The trustee in the Chapter 7 bankruptcy of a major Chicago cab company Thursday urged an Illinois federal judge to reject a motion for sanctions against him by the company’s owners, calling it a ploy to shut down his fraudulent transfer suit.
Fowler White Burnett PA urged a Florida bankruptcy judge Wednesday not to hold it or convicted billionaire sex offender Jeffrey Epstein in contempt for allegedly retaining copies of confidential documents, saying the cited court order did not say what to do with a disc that is at issue.
Bankrupt radio giant Cumulus Media Inc. began a trial Thursday to confirm a Chapter 11 restructuring plan that would reduce its bloated debt by just over $1 billion, squaring off against junior creditors who complain they are being shortchanged by a deal that undervalues the company's total worth.
NextEra Inc. objected late Wednesday in Delaware to a motion to dismiss its $60 million administrative expense claim against the estate of reorganized debtor Energy Future Holdings Inc., saying it is entitled to payment of the costs it incurred while pursuing an acquisition of the debtor’s assets last year.
A Texas appeals court on Thursday refused to overturn a trial court's order sending to arbitration a claim that law firm Johnson DeLuca Kurisky & Gould PC botched its representation of a Houston entrepreneur in connection with a bankrupt hospital.
Level Solar Inc. narrowly fended off a bid by its former CEO to liquidate the case, after a New York bankruptcy judge admonished both parties for “mudslinging nonsense” at a contentious hearing Thursday while saying she would give the debtor a few more weeks to get its act together.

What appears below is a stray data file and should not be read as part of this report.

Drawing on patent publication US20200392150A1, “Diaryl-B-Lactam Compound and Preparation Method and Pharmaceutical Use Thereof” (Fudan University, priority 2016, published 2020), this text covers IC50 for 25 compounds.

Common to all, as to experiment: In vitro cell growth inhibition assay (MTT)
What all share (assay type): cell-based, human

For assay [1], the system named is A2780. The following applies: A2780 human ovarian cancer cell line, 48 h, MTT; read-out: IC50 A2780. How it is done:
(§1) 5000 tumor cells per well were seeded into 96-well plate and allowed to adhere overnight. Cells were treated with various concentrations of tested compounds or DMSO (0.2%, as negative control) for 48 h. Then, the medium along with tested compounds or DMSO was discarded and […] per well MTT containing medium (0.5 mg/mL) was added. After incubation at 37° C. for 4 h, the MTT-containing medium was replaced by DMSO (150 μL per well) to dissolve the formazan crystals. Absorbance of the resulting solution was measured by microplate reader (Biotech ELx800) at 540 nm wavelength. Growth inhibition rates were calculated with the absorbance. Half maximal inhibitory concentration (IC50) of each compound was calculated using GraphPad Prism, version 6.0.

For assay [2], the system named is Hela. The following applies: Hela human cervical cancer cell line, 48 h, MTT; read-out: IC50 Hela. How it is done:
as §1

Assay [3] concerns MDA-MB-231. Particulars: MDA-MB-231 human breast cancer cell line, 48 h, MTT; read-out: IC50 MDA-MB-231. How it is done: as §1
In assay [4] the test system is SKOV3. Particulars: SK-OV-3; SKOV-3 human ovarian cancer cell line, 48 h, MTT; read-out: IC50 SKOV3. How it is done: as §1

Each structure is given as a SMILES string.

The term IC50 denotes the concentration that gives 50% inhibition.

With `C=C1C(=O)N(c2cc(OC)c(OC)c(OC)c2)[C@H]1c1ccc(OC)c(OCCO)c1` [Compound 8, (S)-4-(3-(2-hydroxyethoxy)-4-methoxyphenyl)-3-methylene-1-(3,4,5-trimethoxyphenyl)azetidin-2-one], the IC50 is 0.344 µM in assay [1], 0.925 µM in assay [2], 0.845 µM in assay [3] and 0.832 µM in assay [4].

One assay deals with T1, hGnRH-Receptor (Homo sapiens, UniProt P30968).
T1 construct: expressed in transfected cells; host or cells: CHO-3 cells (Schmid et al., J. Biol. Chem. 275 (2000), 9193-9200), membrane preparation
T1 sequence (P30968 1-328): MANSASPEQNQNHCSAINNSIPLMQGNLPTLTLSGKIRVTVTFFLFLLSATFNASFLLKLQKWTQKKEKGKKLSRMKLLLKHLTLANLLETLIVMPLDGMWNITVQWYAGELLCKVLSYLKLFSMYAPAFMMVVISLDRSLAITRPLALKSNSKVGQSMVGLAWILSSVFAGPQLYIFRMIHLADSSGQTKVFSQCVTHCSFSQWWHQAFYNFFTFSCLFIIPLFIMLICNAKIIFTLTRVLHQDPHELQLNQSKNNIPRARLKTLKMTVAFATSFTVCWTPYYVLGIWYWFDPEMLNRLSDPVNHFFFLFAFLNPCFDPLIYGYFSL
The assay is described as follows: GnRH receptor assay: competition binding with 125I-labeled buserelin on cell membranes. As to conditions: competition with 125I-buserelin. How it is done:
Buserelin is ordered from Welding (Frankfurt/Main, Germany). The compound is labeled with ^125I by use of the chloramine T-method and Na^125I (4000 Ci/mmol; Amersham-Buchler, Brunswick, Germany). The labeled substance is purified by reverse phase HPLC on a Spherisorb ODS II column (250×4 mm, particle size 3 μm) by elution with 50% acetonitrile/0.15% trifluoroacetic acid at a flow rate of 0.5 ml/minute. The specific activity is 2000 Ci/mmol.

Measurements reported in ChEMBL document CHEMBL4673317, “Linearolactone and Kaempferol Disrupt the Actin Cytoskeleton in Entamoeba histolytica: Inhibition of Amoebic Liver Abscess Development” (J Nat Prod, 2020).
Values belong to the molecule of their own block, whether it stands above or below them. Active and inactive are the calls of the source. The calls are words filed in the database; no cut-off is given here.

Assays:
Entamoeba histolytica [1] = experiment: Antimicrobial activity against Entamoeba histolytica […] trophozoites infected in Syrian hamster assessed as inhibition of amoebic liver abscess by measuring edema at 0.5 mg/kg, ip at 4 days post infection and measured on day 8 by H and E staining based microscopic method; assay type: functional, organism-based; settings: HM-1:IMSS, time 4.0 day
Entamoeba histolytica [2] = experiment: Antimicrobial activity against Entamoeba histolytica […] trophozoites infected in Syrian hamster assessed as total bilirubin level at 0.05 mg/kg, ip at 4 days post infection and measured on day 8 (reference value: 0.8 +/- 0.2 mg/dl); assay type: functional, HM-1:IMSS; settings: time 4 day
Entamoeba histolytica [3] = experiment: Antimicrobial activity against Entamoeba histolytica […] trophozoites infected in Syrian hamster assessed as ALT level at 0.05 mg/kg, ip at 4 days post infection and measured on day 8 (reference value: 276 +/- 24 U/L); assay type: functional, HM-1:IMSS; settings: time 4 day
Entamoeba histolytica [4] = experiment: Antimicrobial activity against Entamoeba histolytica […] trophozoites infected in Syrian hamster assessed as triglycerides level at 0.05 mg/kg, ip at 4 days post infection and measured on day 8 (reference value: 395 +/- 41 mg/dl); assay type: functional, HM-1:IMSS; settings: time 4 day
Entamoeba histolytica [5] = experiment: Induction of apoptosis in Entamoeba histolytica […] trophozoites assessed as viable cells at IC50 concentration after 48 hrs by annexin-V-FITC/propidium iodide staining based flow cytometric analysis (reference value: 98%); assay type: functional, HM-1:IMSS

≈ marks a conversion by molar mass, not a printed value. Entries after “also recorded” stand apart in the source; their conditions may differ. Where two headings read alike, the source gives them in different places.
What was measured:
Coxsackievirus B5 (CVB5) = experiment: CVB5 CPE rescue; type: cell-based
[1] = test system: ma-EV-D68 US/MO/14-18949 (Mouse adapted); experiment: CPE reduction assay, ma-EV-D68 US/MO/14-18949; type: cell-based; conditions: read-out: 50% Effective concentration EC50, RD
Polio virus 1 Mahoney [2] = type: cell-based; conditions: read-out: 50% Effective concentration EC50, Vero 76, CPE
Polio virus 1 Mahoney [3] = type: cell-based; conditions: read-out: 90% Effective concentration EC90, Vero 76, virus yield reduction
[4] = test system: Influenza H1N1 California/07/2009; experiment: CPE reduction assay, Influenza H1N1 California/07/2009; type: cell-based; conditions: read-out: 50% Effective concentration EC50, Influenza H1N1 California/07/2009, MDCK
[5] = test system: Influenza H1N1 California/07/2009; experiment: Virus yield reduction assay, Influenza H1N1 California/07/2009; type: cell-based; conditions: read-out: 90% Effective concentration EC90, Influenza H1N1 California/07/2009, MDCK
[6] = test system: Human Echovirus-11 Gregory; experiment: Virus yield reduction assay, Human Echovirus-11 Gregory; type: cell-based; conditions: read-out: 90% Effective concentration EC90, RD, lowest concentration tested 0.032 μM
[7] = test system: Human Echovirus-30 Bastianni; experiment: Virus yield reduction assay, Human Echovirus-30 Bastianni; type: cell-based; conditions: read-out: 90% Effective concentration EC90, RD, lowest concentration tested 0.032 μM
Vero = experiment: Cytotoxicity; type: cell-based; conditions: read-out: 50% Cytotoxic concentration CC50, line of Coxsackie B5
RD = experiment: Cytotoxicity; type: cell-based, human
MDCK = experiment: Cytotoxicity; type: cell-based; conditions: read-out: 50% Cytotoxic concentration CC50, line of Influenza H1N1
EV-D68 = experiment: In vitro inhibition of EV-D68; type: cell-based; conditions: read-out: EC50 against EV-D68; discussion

The former chief financial officer of the business popularized by the "Soup Nazi" character in the sitcom "Seinfeld" received a nine-month sentence on Thursday in New York federal court for failing to pay federal income, Medicare and Social Security taxes.
A group of construction worker unions representing employees of Navillus Tile Inc. argued Wednesday that the bankrupt New York-based contractor must prioritize some of their wage claims, saying they can be easily substantiated with documentation.
Bankrupt obesity drug maker Orexigen Therapeutics Inc. continued negotiations with noteholders until moments before a hearing Wednesday in Delaware, where it received final court approval on its $70 million post-petition financing package.
Former Dewey & LeBoeuf chief operating officer Dennis D’Alessandro on Wednesday entered into an agreed judgement to end claims that he helped mislead Aviva Life and Annuity Co.about the firm’s finances when Aviva bought $35 million in secured notes in 2010.
The Sixth Circuit on Wednesday tore into an Ohio couple’s attempt to appeal a jury’s 2017 verdict finding them liable for nearly $3.3 million in accounts and fraudulent transfers from a bankrupt credit union, calling their arguments, “in some cases, nonsensical.”
Envelope maker Cenveo Inc. Tuesday told a New York bankruptcy court that creditors’ concerns about the company hiring a former vice president to renegotiate its leases is misplaced, saying he has the necessary experience and will be less expensive than a national firm.
Lathrop Gage LLP has added an insurance recovery and counseling partner from Latham & Watkins LLP to its Los Angeles office, the firm announced Tuesday.
Bon-Ton Stores Inc.’s best hope for a going-concern Chapter 11 sale instead of liquidation went down in flames Wednesday, when a Delaware bankruptcy judge bluntly rejected its proposal to pay up to $500,000 to cover expenses for an unfinished post-deadline offer.
A nine-year-old investor lawsuit against two former top executives at defunct telecommunications firm Nortel Networks Corp. was dismissed by a New York federal judge on Wednesday, with the court ruling that there was no suggestion of misdirection or knowledge of wrongdoing by company officials.
Holders of Puerto Rico’s general obligation bond debt waged a court fight Tuesday over the territory’s sales tax revenues, telling a New York federal judge that the island’s constitution overrides competing bondholder claims to more than $17 billion in pledged sales tax collections.